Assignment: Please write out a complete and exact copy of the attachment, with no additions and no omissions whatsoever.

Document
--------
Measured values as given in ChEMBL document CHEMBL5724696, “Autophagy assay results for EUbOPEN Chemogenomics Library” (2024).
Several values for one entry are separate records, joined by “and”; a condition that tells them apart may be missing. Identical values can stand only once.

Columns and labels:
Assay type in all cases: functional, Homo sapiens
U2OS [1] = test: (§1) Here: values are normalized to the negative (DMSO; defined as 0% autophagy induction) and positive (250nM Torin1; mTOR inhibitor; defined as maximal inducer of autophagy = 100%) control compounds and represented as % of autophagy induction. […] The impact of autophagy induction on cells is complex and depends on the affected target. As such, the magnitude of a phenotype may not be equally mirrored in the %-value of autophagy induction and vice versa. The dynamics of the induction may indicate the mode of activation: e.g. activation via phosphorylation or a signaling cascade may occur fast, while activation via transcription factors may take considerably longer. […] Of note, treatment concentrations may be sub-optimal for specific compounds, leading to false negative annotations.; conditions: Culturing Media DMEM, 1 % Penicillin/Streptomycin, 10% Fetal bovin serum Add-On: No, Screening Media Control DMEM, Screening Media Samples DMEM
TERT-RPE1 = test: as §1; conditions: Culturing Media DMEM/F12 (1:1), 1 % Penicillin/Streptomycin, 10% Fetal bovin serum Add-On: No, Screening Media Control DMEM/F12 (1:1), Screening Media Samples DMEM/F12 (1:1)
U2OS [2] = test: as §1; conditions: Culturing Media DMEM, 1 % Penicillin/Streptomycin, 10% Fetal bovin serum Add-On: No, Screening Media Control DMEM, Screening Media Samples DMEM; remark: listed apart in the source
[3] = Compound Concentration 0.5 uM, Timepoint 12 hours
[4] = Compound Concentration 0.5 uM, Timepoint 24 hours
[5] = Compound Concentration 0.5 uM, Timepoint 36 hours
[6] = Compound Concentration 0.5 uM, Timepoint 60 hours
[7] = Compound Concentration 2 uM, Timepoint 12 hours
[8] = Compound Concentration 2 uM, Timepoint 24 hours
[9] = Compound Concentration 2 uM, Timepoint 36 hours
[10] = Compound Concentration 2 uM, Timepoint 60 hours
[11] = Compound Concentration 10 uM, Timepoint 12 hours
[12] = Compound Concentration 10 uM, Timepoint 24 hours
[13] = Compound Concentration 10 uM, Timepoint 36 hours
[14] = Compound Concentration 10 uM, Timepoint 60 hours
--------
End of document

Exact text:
Measured values as given in ChEMBL document CHEMBL5724696, “Autophagy assay results for EUbOPEN Chemogenomics Library” (2024).
Several values for one entry are separate records, joined by “and”; a condition that tells them apart may be missing. Identical values can stand only once.

Columns and labels:
Assay type in all cases: functional, Homo sapiens
U2OS [1] = test: (§1) Here: values are normalized to the negative (DMSO; defined as 0% autophagy induction) and positive (250nM Torin1; mTOR inhibitor; defined as maximal inducer of autophagy = 100%) control compounds and represented as % of autophagy induction. […] The impact of autophagy induction on cells is complex and depends on the affected target. As such, the magnitude of a phenotype may not be equally mirrored in the %-value of autophagy induction and vice versa. The dynamics of the induction may indicate the mode of activation: e.g. activation via phosphorylation or a signaling cascade may occur fast, while activation via transcription factors may take considerably longer. […] Of note, treatment concentrations may be sub-optimal for specific compounds, leading to false negative annotations.; conditions: Culturing Media DMEM, 1 % Penicillin/Streptomycin, 10% Fetal bovin serum Add-On: No, Screening Media Control DMEM, Screening Media Samples DMEM
TERT-RPE1 = test: as §1; conditions: Culturing Media DMEM/F12 (1:1), 1 % Penicillin/Streptomycin, 10% Fetal bovin serum Add-On: No, Screening Media Control DMEM/F12 (1:1), Screening Media Samples DMEM/F12 (1:1)
U2OS [2] = test: as §1; conditions: Culturing Media DMEM, 1 % Penicillin/Streptomycin, 10% Fetal bovin serum Add-On: No, Screening Media Control DMEM, Screening Media Samples DMEM; remark: listed apart in the source
[3] = Compound Concentration 0.5 uM, Timepoint 12 hours
[4] = Compound Concentration 0.5 uM, Timepoint 24 hours
[5] = Compound Concentration 0.5 uM, Timepoint 36 hours
[6] = Compound Concentration 0.5 uM, Timepoint 60 hours
[7] = Compound Concentration 2 uM, Timepoint 12 hours
[8] = Compound Concentration 2 uM, Timepoint 24 hours
[9] = Compound Concentration 2 uM, Timepoint 36 hours
[10] = Compound Concentration 2 uM, Timepoint 60 hours
[11] = Compound Concentration 10 uM, Timepoint 12 hours
[12] = Compound Concentration 10 uM, Timepoint 24 hours
[13] = Compound Concentration 10 uM, Timepoint 36 hours
[14] = Compound Concentration 10 uM, Timepoint 60 hours